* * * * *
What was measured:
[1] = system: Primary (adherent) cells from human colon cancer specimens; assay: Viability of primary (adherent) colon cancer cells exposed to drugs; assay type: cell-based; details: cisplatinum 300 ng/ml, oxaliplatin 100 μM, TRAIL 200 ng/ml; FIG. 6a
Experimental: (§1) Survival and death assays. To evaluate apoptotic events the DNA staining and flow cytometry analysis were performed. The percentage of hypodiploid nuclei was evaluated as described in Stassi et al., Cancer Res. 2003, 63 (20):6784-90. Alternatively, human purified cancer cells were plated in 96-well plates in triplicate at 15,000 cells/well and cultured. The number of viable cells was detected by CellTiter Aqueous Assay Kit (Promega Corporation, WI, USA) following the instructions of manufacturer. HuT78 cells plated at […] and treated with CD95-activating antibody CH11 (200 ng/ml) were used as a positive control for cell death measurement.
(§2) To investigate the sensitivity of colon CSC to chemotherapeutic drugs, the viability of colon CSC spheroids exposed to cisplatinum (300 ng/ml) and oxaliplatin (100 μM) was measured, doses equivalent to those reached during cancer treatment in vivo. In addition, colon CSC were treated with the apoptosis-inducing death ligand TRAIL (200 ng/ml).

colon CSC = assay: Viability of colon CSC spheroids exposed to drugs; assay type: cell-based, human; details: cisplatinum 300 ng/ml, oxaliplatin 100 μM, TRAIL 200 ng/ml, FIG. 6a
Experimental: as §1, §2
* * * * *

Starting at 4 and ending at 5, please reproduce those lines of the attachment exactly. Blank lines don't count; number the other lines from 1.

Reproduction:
(§2) To investigate the sensitivity of colon CSC to chemotherapeutic drugs, the viability of colon CSC spheroids exposed to cisplatinum (300 ng/ml) and oxaliplatin (100 μM) was measured, doses equivalent to those reached during cancer treatment in vivo. In addition, colon CSC were treated with the apoptosis-inducing death ligand TRAIL (200 ng/ml).

colon CSC = assay: Viability of colon CSC spheroids exposed to drugs; assay type: cell-based, human; details: cisplatinum 300 ng/ml, oxaliplatin 100 μM, TRAIL 200 ng/ml, FIG. 6a